Another advantage is that a higher number of channels are made available for those who view channels, which are also viewed by others. Thus, the ability to load the distribution network is evened out. Users get more equal opportunities. Or rather, the operator gets control over the opportunities the viewers get to load the network.
The invention will now be described more in detail with the aid of preferred embodiments in connection with the enclosed drawings.
According to the invention, each user is assigned a weight to determine how much multicast bandwidth each user is to be allowed to receive. The weight is assigned when the system is configured. Bandwidth availability is hereby proportional to weight assigned. The weight assigned is translated into the bandwidth available to the user, i.e. the allowed bandwidth, by using a conversion factor that decreases with actual load on the third link L3.
A user's actual bandwidth on a link is calculated as the sum of the users share in all the sessions subscribed to. If the user is subscribing to sessions S1, S2 . . . Sm, the number of subscribers to these sessions is n1, n2 . . . nm, and the bandwidths are b1, b2 . . . bm, respectively. The users actual bandwidth is the sum of bi/ni for all those sessions.
A method according to the invention will now be explained. The method comprises the following steps:
plus the bandwidth part of the new requested session S81, which is
U1's actual bandwidth is hereby 2,167+0.5=2,667 Mbit/s.
Different scenarios will now be conceived to highlight the advantages of the invention. For example:
instead of the earlier 2.167+0.5=2.667 Mbit/s. This in turn will lead to a situation where the arbiter compares U1's actual bandwidth 0.5 Mbit/s with U1's allowed bandwidth 2.45 Mbit/s and finds that actual bandwidth is lower than allowed bandwidth. Consequently the arbiter will allow the request from U1.
When comparing the two scenarios it can be seen that the arbiter will allow the request when U1 is number ten but deny the request if U1 is number one.
Let's assume that the requested session S81 was already used by someone ells. This is actually the case with the requested session S81 in the above first embodiment. In this case the new request will not imply any additional load and the user U1 may be allowed to use the session even if not actually justified. The method according to this variation of the first embodiment will enable this, and comprises the following further steps after the arbiter has compared U1's actual bandwidth 2,667 Mbit/s with U1's allowed bandwidth 2.45 Mbit/s (compare the method in the first embodiment):
Now again returning to the first embodiment. Let's assume, as yet another variation of the first embodiment that the user wants to return back to session S81 after for example a short TV-commercial break. The user is hereby seen as subscribing to the session also for some time after the actual subscription has ended. For a period of time after the actual subscription has ended, the user is guaranteed to be able to “come back”. The operator sets a so-called qualification time that defines “short”. If the user would not be allowed to return after a short commercial break it would cause dissatisfaction. The method according to this variation of the first embodiment comprises the following further steps after the arbiter has compared U1's actual bandwidth 2,667 Mbit/s with U1's allowed bandwidth 2.45 Mbit/s (see the method in the first embodiment):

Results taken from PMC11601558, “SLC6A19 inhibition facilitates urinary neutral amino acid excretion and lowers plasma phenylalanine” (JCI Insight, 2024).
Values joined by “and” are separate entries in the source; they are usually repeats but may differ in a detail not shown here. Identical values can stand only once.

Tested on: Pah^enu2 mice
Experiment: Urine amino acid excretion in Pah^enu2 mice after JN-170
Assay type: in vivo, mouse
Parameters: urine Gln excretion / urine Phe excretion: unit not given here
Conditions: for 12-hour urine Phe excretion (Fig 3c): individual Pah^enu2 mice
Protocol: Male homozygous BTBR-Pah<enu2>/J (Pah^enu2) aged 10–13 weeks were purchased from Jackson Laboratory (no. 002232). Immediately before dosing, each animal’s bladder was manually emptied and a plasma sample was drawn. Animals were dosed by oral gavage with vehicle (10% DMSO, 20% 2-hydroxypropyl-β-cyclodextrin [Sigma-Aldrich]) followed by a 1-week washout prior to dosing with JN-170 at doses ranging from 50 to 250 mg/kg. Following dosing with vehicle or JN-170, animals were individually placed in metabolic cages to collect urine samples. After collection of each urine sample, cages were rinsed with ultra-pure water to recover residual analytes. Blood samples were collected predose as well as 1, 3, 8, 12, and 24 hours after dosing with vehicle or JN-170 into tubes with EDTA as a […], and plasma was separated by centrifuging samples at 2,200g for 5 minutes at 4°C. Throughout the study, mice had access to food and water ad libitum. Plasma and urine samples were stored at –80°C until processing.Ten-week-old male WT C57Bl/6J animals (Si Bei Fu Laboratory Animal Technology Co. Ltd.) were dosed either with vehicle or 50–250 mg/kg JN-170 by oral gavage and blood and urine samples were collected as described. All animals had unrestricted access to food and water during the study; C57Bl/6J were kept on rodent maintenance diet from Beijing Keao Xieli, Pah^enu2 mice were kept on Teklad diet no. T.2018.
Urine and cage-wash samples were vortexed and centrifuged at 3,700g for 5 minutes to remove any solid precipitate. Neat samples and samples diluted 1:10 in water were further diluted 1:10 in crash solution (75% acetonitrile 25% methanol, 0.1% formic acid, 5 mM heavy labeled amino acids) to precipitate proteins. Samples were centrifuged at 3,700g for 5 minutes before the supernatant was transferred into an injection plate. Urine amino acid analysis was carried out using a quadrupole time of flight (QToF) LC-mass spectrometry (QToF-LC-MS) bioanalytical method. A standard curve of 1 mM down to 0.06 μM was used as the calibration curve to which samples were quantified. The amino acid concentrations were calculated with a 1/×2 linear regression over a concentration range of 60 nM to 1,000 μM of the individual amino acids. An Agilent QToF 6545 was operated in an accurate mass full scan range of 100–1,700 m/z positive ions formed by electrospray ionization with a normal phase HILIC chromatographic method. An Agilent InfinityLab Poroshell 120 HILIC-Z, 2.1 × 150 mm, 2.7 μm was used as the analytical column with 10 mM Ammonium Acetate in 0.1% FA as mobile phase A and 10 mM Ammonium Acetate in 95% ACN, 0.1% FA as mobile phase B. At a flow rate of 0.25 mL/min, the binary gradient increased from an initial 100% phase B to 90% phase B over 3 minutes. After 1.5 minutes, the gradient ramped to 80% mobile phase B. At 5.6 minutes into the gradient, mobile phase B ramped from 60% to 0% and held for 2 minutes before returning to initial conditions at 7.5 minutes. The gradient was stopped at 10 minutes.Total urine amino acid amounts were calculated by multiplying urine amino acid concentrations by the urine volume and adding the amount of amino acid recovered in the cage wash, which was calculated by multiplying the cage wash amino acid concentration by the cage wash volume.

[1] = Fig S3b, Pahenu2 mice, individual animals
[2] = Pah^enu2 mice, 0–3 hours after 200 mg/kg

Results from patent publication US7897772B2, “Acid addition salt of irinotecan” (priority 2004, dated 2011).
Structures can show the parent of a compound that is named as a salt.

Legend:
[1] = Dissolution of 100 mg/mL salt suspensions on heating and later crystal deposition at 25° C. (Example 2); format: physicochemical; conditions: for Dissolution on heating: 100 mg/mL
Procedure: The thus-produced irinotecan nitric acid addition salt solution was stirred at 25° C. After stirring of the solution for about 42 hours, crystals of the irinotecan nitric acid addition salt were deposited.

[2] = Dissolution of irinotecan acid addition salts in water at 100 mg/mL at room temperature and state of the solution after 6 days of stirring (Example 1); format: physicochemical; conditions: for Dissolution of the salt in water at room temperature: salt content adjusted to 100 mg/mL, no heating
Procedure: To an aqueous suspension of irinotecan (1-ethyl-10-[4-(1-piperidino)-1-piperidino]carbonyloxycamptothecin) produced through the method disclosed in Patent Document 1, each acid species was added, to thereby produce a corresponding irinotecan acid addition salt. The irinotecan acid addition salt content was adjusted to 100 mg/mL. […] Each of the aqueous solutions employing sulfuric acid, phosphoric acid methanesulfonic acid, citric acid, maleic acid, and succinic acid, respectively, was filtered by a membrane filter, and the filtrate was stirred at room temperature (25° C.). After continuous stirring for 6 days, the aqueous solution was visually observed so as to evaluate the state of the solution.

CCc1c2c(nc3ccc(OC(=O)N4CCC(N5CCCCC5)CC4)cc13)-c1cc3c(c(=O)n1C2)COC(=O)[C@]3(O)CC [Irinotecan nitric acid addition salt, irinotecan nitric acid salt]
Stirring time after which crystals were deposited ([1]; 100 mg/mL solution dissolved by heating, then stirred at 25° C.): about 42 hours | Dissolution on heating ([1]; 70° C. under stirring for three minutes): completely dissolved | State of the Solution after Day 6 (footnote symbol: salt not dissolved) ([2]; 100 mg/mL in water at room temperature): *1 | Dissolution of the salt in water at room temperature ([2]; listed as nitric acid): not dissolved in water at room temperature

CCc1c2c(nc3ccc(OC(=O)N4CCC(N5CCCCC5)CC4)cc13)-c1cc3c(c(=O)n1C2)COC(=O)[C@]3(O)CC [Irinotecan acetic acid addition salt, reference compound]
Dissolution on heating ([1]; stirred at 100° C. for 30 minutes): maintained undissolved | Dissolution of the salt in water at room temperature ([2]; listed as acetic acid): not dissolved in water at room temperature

In order to prevent that quick browsing through sessions accumulate extra subscriptions that cause the arbiter to deny subscriptions, there is a need to filter out very short actual subscriptions. The operator hereby defines a so-called guarantee time that defines the time a user must stay at a session in order to later be allowed to come back to the session. This means a variation of the method above whereby the arbiter also checks the guarantee time after having checked the qualification time. The weight will hereby be changed from “3” to “2” only if the user actually used the session a time ago that is less than the predefined qualification time and if the user at that time used the session during a time period that exceeds the predefined guarantee time.
A second embodiment is disclosed in
Different variations are of course possible within the scope of the invention. The arrangement in
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|Citing Patent||Filing date||Publication date||Applicant||Title|
|US8995439 *||May 13, 2010||Mar 31, 2015||Comcast Cable Communications, Llc||Control of multicast content distribution|
|US9344289||Feb 23, 2015||May 17, 2016||Comcast Cable Communications, Llc||Control of multicast content distribution|
|US20110280241 *||May 13, 2010||Nov 17, 2011||Comcast Cable Communications, Llc||Control of Multicast Content Distribution|
|U.S. Classification||370/390, 370/236|
|International Classification||H04L12/54, H04L29/06, H04L12/28, H04L12/18|
|Cooperative Classification||H04L47/15, H04L47/20, H04L12/1886, H04L47/822, H04L12/185, H04L47/806, H04L12/5695|
|European Classification||H04L12/56R, H04L47/15, H04L47/80D, H04L47/20, H04L47/82B, H04L12/18T, H04L12/18M|
|Feb 21, 2007||AS||Assignment|
Owner name: TELEFONAKTIEBOLAGET LM ERICSSON (PUBL), SWEDEN
Free format text: ASSIGNMENT OF ASSIGNORS INTEREST;ASSIGNOR:ENGSTRAND, ROLF;REEL/FRAME:018916/0784
Effective date: 20060724
|Apr 21, 2014||FPAY||Fee payment|
Year of fee payment: 4